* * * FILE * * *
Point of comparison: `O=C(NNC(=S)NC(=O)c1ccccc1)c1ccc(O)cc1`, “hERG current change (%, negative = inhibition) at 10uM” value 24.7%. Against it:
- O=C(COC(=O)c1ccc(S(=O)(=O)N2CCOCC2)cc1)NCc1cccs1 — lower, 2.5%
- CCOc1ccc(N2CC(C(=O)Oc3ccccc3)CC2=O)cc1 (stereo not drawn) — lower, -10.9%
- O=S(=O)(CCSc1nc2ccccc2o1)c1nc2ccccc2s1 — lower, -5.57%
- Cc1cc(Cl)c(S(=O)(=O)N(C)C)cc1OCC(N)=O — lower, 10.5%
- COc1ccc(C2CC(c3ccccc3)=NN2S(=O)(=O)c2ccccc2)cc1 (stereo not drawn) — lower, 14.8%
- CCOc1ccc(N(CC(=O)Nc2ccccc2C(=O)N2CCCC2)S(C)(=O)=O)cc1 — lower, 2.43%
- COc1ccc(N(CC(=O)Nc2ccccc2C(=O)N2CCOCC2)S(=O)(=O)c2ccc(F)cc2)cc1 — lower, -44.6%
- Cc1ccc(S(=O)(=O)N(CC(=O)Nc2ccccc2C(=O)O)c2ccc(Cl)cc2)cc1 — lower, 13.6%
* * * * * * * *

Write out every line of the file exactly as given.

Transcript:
Point of comparison: `O=C(NNC(=S)NC(=O)c1ccccc1)c1ccc(O)cc1`, “hERG current change (%, negative = inhibition) at 10uM” value 24.7%. Against it:
- O=C(COC(=O)c1ccc(S(=O)(=O)N2CCOCC2)cc1)NCc1cccs1 — lower, 2.5%
- CCOc1ccc(N2CC(C(=O)Oc3ccccc3)CC2=O)cc1 (stereo not drawn) — lower, -10.9%
- O=S(=O)(CCSc1nc2ccccc2o1)c1nc2ccccc2s1 — lower, -5.57%
- Cc1cc(Cl)c(S(=O)(=O)N(C)C)cc1OCC(N)=O — lower, 10.5%
- COc1ccc(C2CC(c3ccccc3)=NN2S(=O)(=O)c2ccccc2)cc1 (stereo not drawn) — lower, 14.8%
- CCOc1ccc(N(CC(=O)Nc2ccccc2C(=O)N2CCCC2)S(C)(=O)=O)cc1 — lower, 2.43%
- COc1ccc(N(CC(=O)Nc2ccccc2C(=O)N2CCOCC2)S(=O)(=O)c2ccc(F)cc2)cc1 — lower, -44.6%
- Cc1ccc(S(=O)(=O)N(CC(=O)Nc2ccccc2C(=O)O)c2ccc(Cl)cc2)cc1 — lower, 13.6%